Remembering my late friend, who survived the Spanish flu and lived to 108.
When COVID-19 broke out, I immediately recalled stories I heard from the late Leonard McCracken, a survivor of the 1918-20 Spanish flu pandemic who lived to age 108.
The former Tavares resident had childhood friends who died from the flu, he saw businesses shuttered in his Warren, Ohio, hometown and he didn’t graduate because his high school had been closed.
When I first met Leonard, he was 100. I was interviewing him for a newspaper story as a regular diner at a former Leesburg restaurant, and immediately I was mesmerized by Leonard’s sharp mental alertness, quick wit, common sense and upbeat spirit.
Leonard reminded me of my late grandparents, so it felt wonderful to talk to a centenarian from their generation. Leonard and I developed a special friendship, and it was easy to lose track of time during phone chats and a few lunches together. My late husband jokingly referred to Leonard as my boyfriend.
In seriousness, Leonard was a wonderful mentor. He was a former banker and salesman, a Dale Carnegie speaker and a devoted father and husband who was married for 75 years before his wife died at age 95. I sought Leonard’s advice about work, the economy and issues of the day.
He would tell me not to stress over things that were out of my control. “Slow down. Smell the roses,” Leonard would say.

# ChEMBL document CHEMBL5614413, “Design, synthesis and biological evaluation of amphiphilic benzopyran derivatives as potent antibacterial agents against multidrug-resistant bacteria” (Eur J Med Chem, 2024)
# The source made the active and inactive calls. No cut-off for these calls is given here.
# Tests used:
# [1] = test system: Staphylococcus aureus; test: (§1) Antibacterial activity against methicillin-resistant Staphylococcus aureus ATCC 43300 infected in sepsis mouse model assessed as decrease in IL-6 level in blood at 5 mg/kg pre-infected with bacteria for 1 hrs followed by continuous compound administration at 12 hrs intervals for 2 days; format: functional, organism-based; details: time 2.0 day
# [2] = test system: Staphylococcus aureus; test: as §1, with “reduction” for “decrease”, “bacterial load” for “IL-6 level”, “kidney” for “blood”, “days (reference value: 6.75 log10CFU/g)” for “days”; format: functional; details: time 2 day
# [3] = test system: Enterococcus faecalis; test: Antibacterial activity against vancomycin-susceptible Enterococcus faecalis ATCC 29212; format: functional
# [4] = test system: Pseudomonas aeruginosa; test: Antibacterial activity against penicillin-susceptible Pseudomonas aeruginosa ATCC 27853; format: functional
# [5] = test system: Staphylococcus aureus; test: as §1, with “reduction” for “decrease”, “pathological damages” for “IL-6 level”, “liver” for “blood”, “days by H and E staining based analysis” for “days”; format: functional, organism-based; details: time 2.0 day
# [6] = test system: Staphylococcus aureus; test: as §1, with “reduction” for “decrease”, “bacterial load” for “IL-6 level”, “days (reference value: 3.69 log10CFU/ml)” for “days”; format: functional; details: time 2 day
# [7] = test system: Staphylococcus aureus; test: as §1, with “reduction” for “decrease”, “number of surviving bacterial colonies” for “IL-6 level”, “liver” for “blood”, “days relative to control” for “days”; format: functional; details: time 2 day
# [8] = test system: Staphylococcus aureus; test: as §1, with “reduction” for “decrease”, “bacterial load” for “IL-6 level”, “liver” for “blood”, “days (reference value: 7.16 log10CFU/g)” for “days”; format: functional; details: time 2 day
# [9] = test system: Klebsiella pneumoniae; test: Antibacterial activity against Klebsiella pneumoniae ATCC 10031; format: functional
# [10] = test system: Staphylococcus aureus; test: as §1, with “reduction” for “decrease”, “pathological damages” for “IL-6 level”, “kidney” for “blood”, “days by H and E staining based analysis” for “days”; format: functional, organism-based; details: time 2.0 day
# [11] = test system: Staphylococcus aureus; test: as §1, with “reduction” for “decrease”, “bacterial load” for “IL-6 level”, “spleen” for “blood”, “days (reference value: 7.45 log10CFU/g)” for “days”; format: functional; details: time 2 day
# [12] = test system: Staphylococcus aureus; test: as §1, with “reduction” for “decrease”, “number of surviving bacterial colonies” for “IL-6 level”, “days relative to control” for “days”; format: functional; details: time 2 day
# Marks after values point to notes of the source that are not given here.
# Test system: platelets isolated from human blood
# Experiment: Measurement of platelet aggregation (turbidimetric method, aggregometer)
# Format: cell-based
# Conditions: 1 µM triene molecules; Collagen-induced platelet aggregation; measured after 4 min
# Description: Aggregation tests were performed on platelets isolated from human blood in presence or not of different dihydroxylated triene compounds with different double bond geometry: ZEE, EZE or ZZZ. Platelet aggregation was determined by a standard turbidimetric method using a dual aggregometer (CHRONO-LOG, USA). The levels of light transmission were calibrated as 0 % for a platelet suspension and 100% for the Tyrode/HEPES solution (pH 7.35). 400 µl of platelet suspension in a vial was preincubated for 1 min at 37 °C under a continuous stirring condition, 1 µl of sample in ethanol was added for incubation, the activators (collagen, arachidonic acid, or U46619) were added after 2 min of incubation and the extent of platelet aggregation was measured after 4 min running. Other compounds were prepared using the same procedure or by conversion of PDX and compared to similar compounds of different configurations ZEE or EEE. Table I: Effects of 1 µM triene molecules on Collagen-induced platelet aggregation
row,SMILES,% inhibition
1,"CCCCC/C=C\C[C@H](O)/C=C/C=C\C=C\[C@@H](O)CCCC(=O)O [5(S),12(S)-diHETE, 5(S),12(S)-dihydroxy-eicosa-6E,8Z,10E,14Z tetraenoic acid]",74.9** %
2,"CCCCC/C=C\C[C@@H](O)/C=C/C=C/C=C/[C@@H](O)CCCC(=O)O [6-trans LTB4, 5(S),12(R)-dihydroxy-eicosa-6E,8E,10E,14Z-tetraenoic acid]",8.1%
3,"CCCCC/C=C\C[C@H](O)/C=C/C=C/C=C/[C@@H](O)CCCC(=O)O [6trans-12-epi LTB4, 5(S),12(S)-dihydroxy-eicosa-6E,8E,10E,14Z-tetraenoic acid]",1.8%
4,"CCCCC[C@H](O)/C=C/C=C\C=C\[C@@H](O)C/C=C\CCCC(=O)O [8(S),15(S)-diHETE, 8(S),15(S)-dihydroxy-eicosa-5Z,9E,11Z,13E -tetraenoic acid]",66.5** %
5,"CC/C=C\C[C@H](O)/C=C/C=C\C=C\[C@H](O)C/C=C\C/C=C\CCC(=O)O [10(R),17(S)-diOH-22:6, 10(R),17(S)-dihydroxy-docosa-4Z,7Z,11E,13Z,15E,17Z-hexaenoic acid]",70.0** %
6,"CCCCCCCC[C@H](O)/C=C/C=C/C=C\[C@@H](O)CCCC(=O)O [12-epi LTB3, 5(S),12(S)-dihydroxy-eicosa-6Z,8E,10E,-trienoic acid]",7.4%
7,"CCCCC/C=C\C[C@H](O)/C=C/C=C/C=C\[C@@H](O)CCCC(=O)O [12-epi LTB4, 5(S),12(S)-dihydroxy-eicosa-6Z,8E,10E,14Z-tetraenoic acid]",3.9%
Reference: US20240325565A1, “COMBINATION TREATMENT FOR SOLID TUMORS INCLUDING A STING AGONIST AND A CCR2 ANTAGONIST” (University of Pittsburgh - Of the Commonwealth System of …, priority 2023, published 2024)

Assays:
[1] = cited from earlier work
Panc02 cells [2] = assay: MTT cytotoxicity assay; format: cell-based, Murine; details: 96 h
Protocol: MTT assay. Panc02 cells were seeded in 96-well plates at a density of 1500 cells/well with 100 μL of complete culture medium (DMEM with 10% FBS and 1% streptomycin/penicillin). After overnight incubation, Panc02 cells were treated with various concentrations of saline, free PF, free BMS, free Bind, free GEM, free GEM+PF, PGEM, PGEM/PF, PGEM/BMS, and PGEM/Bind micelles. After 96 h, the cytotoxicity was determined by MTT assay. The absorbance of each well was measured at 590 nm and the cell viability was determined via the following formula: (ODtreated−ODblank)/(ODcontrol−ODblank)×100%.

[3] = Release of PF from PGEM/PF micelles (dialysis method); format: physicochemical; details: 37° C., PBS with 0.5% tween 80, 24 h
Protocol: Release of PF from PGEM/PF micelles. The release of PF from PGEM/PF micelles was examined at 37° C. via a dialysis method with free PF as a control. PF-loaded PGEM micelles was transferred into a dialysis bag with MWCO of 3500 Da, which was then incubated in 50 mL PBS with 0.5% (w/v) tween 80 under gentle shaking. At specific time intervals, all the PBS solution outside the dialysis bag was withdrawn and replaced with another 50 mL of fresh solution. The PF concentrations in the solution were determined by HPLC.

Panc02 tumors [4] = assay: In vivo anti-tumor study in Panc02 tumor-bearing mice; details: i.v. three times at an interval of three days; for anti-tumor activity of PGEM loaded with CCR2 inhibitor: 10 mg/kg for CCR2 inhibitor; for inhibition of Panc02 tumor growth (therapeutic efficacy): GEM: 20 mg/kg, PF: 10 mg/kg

And whenever anyone would ask about the secret to his longevity, Leonard always would reply: “Oatmeal, positive attitude and gratitude.”
Leonard didn’t start eating Quaker oats until age 50. I did the same thing on the morning of my 50th birthday, inspired by Leonard, of course. Oatmeal was his healthiest meal of the day, while he’d often enjoy a hearty lunch of a sandwich and fries, always leaving room for a slice of pie.
One special conversation with Leonard occurred in 2005. He was so excited by an invitation to fly to his childhood home in Warren to receive his high school diploma at age 102, some 85 years after the Spanish flu epidemic. The local newspaper photographed him beaming from ear to ear as he talked to graduating seniors. I had the photo framed a few months later for his 103rd birthday.
Leonard made the big time at age 106, when he was photographed with several other centenarians for Time magazine’s cover story on “The Science of Living Longer.”
He also was among 850 centenarians interviewed for the New England Centenarian Study at Boston University, where health experts were eager to discover the behavioral and personality traits of people who reached the age of 100. The study found these common similarities: not smoking, staying lean and being extroverted and easygoing.
I wasn’t surprised by the findings, and in thinking about what Leonard would often say, he advised that “easygoing” was the way to be at any age.
Leonard died Dec. 22, 2011. I’m grateful to have known him, and it’s hard to eat a bowl of oatmeal and not think of my 108-year-old friend.